State legislatures must act quickly to address the multiple, devastating impacts of the COVID-19 pandemic, particularly as cases surge across the country. As the growth in caseloads accelerates, the coming months will continue to bring significant health care and economic challenges for several populations, including: those who contract COVID-19 and require care, those whose access to care is threatened or disrupted, and those who are increasingly affected by the extreme stress of the moment and the social isolation of continued physical distancing measures. Reliable access to affordable care is all the more critical during a public health emergency, and the nation needs policies that respond to immediate health care, fiscal, and safety concerns.
The pandemic continues to illuminate structural gaps in existing policies that can, and should, be addressed for the long-term. There are several common sense steps that state legislatures should consider to protect access to health care for those who need it, which are outlined below and updated from our May 2020 recommendations. While states made progress to combat COVID-19 and protect their residents during their 2020 legislative sessions, many legislatures’ sessions were cut short and more work remains. This document seeks to provide state legislators with a menu of policies that should be considered immediately upon returning to session in 2021.
The list reflects what we are seeing in public opinion polling and what we are hearing directly from Americans through our community conversations. It also complements the recommendations we have provided to the incoming Biden Administration, Congress and best practices we have elevated in states.
State Legislators Can Take Immediate Action
Americans Widely Support Post-Pandemic Improvements to our Health Care System. The data from our national survey show that nearly all Americans (84%, 54% strongly) agree that we must build a better, more equitable health care system in the wake of the COVID-19 pandemic. This sentiment is shared by Republicans (71% agree) and Democrats (93% agree), and felt especially strong among Black voters (94% agree).
The following checklist of policy priorities reflects people’s shared needs based on national United States of Care polls from in May and November 2020:
People want accurate information and clear recommendations on the virus and how to stay healthy and safe.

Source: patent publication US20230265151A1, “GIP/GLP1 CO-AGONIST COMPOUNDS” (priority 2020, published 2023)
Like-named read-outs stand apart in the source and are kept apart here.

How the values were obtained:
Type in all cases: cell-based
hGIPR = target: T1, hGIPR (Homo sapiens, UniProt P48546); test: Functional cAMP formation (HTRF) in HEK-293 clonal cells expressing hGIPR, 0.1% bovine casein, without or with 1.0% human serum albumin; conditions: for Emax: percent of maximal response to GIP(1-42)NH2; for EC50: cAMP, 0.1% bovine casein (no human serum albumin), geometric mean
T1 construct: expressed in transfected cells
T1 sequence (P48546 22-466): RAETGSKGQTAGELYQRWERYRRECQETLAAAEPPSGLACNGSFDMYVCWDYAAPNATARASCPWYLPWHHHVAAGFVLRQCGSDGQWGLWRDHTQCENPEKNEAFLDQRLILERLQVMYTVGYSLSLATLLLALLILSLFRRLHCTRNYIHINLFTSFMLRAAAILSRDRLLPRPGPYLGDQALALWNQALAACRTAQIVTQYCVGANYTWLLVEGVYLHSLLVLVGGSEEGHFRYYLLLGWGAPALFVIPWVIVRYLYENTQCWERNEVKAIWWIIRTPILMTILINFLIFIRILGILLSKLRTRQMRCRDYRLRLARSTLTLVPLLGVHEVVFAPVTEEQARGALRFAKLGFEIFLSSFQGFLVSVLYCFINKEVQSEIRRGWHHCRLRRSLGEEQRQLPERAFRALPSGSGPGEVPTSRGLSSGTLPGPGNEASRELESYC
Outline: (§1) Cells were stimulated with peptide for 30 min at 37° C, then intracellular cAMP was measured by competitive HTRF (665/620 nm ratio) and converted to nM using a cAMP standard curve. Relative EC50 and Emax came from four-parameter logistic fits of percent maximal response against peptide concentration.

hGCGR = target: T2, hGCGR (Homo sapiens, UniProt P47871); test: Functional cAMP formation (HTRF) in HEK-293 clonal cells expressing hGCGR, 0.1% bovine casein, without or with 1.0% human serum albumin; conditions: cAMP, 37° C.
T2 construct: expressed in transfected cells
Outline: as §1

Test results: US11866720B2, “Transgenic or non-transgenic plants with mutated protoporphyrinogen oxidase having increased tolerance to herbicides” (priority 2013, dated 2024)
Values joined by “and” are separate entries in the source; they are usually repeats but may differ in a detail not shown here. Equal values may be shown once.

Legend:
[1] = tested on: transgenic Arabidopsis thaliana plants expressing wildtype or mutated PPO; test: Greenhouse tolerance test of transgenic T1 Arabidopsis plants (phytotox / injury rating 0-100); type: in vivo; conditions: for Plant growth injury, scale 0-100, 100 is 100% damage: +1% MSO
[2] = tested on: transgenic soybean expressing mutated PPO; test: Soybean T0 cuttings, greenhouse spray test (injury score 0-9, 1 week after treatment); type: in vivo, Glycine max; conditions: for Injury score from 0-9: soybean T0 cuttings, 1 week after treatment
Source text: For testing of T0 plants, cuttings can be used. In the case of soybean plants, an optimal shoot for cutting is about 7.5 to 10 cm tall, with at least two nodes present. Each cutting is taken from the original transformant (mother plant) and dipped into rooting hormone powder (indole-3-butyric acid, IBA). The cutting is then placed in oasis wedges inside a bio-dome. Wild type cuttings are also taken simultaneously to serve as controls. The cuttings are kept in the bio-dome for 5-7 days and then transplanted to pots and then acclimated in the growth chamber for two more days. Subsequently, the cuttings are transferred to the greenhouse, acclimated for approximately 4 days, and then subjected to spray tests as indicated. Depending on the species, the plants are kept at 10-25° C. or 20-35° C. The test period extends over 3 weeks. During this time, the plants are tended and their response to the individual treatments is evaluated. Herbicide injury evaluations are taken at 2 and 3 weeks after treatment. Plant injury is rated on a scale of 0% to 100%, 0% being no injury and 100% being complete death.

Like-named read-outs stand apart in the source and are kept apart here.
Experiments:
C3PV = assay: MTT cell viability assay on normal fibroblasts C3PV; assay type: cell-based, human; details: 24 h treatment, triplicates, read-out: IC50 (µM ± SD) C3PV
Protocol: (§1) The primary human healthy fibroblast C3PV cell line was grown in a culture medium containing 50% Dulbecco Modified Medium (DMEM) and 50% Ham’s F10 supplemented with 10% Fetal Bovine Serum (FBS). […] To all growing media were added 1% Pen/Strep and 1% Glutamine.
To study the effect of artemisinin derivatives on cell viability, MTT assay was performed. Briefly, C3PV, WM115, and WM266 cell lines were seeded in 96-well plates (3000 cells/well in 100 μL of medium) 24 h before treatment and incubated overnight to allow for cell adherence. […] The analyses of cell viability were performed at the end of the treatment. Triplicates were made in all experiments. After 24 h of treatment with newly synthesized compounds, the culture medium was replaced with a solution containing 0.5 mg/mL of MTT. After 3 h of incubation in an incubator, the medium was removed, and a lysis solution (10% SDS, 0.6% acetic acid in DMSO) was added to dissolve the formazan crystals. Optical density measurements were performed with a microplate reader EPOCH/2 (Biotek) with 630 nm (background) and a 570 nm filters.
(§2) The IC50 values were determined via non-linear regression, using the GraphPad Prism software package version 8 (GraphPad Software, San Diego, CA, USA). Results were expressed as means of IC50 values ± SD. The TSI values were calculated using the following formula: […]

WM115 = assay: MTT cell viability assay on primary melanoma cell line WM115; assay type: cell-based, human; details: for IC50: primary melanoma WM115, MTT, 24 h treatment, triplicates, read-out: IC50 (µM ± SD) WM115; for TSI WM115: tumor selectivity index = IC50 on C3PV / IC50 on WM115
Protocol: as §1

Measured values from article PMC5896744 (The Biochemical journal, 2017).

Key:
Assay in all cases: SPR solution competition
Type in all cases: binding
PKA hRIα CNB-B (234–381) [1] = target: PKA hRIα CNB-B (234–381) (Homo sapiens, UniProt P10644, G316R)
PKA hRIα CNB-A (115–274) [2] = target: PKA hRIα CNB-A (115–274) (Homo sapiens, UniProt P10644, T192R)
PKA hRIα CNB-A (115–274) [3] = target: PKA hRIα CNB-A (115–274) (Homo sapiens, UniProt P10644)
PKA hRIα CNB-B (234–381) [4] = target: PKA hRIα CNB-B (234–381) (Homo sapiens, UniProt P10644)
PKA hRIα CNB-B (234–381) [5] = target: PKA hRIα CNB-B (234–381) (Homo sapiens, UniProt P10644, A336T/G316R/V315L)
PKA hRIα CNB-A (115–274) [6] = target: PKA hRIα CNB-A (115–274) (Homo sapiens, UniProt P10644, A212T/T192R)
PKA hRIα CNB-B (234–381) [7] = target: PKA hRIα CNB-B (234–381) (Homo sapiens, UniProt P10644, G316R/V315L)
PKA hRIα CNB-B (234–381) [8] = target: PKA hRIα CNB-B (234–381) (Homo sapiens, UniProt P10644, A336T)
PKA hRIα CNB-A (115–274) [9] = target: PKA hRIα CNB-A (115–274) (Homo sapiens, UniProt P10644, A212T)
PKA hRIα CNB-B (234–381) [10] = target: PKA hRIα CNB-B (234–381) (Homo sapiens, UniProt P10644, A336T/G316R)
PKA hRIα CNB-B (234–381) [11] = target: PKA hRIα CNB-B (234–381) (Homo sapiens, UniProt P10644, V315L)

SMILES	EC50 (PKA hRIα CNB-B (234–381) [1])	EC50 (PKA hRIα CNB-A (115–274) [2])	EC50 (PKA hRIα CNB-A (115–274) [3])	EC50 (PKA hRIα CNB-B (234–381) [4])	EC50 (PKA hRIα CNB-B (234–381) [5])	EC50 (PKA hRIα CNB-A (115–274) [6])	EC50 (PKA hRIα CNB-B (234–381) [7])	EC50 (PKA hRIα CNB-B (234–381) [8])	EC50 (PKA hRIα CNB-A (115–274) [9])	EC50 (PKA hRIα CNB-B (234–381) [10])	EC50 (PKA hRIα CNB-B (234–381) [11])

- Policy Action: Provide accurate and up-to-date information.
- Policy Action: Protect populations at high-risk of contracting COVID-19 with safe care and shelter.
- Policy Action: Resource and sustain contact tracing utilizing existing programs in state health departments, expanding executive action, pursuing public-private partnerships, and/or app-based solutions.
- Policy Action: Create consumer assistance programs to help people facing disruptions in coverage navigate their health care options.
A reliable health care system that is fully resourced to support essential workers and available to people when it is needed, both now and after the pandemic.
- Policy Action: Increase quality health care workforce capacity by extending waivers for scope of practice and licensure requirements and pairing it with expanded training and assessment.
- Policy Action: Support rural hospitals by expanding their access to funding.
- Policy Action: Meet mental health and wellbeing needs with solutions focused on health care, education, justice systems and workplaces.
Being able to provide for ourselves and our loved ones, especially as we are worried about the pandemic’s financial impact.
- Policy Action: Protect patients against high out-of-pocket costs.
- Policy Action: Expand access to virtual care services for people with all coverage types.
- Policy Action: Extend Medicaid coverage for new moms to address disparities and remove financial barriers to care.
- Policy Action: Ensure insulin is affordable for a population at greater risk for serious COVID-19 complications.
A health care system that cares for everyone, including people who are vulnerable and those who were already struggling before the pandemic hit.
- Policy Action: Establish state coordinated data collection to address needs and gaps, especially in vulnerable and minority communities.
- Policy Action: Adopt a comprehensive approach to people’s overall health by addressing social determinants of health through Medicaid programs.